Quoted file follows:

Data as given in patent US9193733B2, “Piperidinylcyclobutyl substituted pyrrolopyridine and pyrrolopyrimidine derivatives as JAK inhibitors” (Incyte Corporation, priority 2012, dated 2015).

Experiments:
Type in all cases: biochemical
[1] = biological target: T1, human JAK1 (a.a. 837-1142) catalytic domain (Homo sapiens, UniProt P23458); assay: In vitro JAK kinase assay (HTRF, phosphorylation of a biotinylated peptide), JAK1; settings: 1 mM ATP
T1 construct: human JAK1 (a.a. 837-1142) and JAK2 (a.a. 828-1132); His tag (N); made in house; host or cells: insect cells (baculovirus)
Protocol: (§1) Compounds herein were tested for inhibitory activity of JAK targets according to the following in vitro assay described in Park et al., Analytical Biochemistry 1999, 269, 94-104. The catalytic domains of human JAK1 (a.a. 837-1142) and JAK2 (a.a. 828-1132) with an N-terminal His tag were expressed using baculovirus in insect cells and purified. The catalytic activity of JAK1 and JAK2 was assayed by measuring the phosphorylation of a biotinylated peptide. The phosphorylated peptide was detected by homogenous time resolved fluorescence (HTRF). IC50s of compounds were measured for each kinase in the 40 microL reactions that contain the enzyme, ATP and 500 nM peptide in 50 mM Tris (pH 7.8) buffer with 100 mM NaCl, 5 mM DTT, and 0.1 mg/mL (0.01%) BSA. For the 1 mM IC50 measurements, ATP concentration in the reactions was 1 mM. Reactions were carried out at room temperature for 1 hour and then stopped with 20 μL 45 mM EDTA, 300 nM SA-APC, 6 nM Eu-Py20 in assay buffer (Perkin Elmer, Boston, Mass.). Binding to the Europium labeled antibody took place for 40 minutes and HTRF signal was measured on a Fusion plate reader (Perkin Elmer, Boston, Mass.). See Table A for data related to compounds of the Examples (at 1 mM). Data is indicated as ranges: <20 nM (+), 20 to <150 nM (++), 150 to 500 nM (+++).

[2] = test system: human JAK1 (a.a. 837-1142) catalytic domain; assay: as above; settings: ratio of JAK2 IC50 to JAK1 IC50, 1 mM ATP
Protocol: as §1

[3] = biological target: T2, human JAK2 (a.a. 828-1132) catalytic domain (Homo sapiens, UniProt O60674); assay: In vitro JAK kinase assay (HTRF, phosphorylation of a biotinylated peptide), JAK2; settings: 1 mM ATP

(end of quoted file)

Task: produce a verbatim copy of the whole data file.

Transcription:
Data as given in patent US9193733B2, “Piperidinylcyclobutyl substituted pyrrolopyridine and pyrrolopyrimidine derivatives as JAK inhibitors” (Incyte Corporation, priority 2012, dated 2015).

Experiments:
Type in all cases: biochemical
[1] = biological target: T1, human JAK1 (a.a. 837-1142) catalytic domain (Homo sapiens, UniProt P23458); assay: In vitro JAK kinase assay (HTRF, phosphorylation of a biotinylated peptide), JAK1; settings: 1 mM ATP
T1 construct: human JAK1 (a.a. 837-1142) and JAK2 (a.a. 828-1132); His tag (N); made in house; host or cells: insect cells (baculovirus)
Protocol: (§1) Compounds herein were tested for inhibitory activity of JAK targets according to the following in vitro assay described in Park et al., Analytical Biochemistry 1999, 269, 94-104. The catalytic domains of human JAK1 (a.a. 837-1142) and JAK2 (a.a. 828-1132) with an N-terminal His tag were expressed using baculovirus in insect cells and purified. The catalytic activity of JAK1 and JAK2 was assayed by measuring the phosphorylation of a biotinylated peptide. The phosphorylated peptide was detected by homogenous time resolved fluorescence (HTRF). IC50s of compounds were measured for each kinase in the 40 microL reactions that contain the enzyme, ATP and 500 nM peptide in 50 mM Tris (pH 7.8) buffer with 100 mM NaCl, 5 mM DTT, and 0.1 mg/mL (0.01%) BSA. For the 1 mM IC50 measurements, ATP concentration in the reactions was 1 mM. Reactions were carried out at room temperature for 1 hour and then stopped with 20 μL 45 mM EDTA, 300 nM SA-APC, 6 nM Eu-Py20 in assay buffer (Perkin Elmer, Boston, Mass.). Binding to the Europium labeled antibody took place for 40 minutes and HTRF signal was measured on a Fusion plate reader (Perkin Elmer, Boston, Mass.). See Table A for data related to compounds of the Examples (at 1 mM). Data is indicated as ranges: <20 nM (+), 20 to <150 nM (++), 150 to 500 nM (+++).

[2] = test system: human JAK1 (a.a. 837-1142) catalytic domain; assay: as above; settings: ratio of JAK2 IC50 to JAK1 IC50, 1 mM ATP
Protocol: as §1

[3] = biological target: T2, human JAK2 (a.a. 828-1132) catalytic domain (Homo sapiens, UniProt O60674); assay: In vitro JAK kinase assay (HTRF, phosphorylation of a biotinylated peptide), JAK2; settings: 1 mM ATP